From the editor: The case of the disappearing jail report
STEAMBOAT SPRINGS — “Where is the jail report?” is a question I’ve been fielding all week, and so I thought I’d explain why I chose to suspend this longstanding column.
The decision was not made lightly. It was something we’ve been debating as a news team for a while now, and I finally determined that ending the weekly reporting of arrests was the right thing to do.
Arrest records are a matter of public record, and this newspaper was within its rights to publish the information. I was able to justify printing the report because I believed, and still believe, that it served as a deterrent to people who might be thinking about getting behind the wheel after having a few drinks.
In other words, the fear of having their name appear in the weekly list of arrests would give them pause and motivate them to find another way home. And I’m sure there were many times when this was the case.
The jail report also served as a reflection of some of the social ills facing our community, showing that even though we live in a gorgeous ski town it is not a paradise without problems.
We routinely received calls from local citizens pleading with us to reconsider our “all-or-none” policy although we never complied. But my decision to suspend the jail report had nothing to do with pressure from the public and those who didn’t want to see their name in the paper. Instead, it was a decision based on fairness and a reassessment about the value of publishing the list of names week in and week out.
For a number of reasons, we have never been able to follow up on every arrest with a report on the case’s disposition. So we published people’s names and a list of charges in print and online but we rarely reported on the outcome of the case. Oftentimes, the original charges were reduced or even dismissed, but that information was not reported in the newspaper.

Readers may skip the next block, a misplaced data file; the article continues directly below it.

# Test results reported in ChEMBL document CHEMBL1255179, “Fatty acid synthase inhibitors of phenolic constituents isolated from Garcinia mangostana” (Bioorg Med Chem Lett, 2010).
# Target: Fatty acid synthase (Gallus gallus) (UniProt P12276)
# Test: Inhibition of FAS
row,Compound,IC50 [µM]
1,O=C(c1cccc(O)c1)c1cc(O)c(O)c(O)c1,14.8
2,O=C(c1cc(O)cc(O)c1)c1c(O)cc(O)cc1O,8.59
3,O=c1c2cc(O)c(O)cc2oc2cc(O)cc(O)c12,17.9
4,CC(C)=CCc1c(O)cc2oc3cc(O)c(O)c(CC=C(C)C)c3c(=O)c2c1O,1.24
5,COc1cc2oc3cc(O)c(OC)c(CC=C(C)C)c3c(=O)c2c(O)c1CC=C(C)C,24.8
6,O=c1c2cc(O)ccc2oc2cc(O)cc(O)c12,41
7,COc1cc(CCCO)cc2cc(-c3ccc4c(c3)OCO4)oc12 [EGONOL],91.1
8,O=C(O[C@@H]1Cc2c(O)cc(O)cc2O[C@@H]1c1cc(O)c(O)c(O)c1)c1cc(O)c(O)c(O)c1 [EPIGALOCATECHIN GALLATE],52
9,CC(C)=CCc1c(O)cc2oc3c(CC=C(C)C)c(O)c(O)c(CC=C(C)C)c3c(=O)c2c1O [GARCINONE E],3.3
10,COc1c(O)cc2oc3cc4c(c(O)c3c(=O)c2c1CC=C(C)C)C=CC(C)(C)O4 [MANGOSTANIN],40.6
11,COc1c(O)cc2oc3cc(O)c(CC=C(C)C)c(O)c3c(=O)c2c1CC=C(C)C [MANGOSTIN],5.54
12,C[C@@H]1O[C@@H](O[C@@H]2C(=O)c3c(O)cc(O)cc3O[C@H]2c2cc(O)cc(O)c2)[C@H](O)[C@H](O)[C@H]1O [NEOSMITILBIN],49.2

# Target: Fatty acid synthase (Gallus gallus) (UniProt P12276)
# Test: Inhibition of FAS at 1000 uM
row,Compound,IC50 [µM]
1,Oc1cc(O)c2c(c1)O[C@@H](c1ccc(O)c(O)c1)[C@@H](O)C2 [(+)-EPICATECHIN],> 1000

Case dispositions are extremely hard to track over time. Arrests are sent to us every morning by the jail administrator, but court dispositions are not as easily accessible and often occur months after the initial arrest.
To continue reporting arrests and not dispositions seemed to stand in stark contrast to the basic tenet of our judicial system, which is founded on the principle of a person being innocent until proven guilty.
Going forward, we’ll continue to report on serious felony arrests and we are currently working with the local court system to find a way to report on case dispositions. When we find a way to do that, we could then choose to publish a list of names, charges and sentences following a conviction. We think that is the fair way to report on this type of information.
We also are in the process of removing prior jail reports from our digital archives.
If you have additional questions, please feel free to contact me directly.
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